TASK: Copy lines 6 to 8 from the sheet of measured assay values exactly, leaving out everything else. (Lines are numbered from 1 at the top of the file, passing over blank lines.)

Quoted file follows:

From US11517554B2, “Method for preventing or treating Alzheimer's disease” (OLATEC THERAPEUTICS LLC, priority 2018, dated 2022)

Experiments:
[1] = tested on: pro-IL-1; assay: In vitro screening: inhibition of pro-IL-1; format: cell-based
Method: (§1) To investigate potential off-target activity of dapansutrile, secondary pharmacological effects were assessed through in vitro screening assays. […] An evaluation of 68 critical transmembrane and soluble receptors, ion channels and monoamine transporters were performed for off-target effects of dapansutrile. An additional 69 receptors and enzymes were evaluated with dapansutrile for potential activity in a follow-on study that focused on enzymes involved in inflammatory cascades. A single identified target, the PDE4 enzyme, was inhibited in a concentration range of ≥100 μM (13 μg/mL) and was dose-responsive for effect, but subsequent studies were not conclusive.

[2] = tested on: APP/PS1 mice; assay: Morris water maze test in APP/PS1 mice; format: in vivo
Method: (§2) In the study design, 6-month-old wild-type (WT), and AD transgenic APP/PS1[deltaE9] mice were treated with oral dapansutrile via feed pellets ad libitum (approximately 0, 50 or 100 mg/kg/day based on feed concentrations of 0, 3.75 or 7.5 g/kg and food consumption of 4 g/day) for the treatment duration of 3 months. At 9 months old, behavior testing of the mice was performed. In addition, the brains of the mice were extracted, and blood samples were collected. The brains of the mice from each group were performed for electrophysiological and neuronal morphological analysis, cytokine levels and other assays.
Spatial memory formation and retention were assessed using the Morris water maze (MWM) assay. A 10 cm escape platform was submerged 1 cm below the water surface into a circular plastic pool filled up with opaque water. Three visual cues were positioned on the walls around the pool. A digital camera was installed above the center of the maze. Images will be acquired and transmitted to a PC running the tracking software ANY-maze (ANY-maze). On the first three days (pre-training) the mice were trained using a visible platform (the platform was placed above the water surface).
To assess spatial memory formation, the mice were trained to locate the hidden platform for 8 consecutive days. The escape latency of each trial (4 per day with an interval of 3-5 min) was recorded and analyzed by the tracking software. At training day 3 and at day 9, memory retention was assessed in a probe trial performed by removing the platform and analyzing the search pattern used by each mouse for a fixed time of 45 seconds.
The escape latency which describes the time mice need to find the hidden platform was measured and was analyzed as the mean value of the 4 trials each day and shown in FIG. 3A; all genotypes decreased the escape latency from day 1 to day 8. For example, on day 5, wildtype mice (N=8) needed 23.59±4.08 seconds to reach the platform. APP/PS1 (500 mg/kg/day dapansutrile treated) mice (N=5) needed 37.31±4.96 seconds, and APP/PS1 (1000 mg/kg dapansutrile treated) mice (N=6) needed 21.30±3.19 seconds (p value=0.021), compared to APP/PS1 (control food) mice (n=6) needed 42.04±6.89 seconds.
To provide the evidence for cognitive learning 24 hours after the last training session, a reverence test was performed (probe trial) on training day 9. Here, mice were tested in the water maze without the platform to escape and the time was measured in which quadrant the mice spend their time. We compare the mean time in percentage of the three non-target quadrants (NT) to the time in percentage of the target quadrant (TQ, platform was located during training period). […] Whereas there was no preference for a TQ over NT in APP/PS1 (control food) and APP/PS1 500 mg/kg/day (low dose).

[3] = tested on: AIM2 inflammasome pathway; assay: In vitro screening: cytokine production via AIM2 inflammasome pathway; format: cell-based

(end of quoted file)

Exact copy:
Method: (§2) In the study design, 6-month-old wild-type (WT), and AD transgenic APP/PS1[deltaE9] mice were treated with oral dapansutrile via feed pellets ad libitum (approximately 0, 50 or 100 mg/kg/day based on feed concentrations of 0, 3.75 or 7.5 g/kg and food consumption of 4 g/day) for the treatment duration of 3 months. At 9 months old, behavior testing of the mice was performed. In addition, the brains of the mice were extracted, and blood samples were collected. The brains of the mice from each group were performed for electrophysiological and neuronal morphological analysis, cytokine levels and other assays.
Spatial memory formation and retention were assessed using the Morris water maze (MWM) assay. A 10 cm escape platform was submerged 1 cm below the water surface into a circular plastic pool filled up with opaque water. Three visual cues were positioned on the walls around the pool. A digital camera was installed above the center of the maze. Images will be acquired and transmitted to a PC running the tracking software ANY-maze (ANY-maze). On the first three days (pre-training) the mice were trained using a visible platform (the platform was placed above the water surface).
To assess spatial memory formation, the mice were trained to locate the hidden platform for 8 consecutive days. The escape latency of each trial (4 per day with an interval of 3-5 min) was recorded and analyzed by the tracking software. At training day 3 and at day 9, memory retention was assessed in a probe trial performed by removing the platform and analyzing the search pattern used by each mouse for a fixed time of 45 seconds.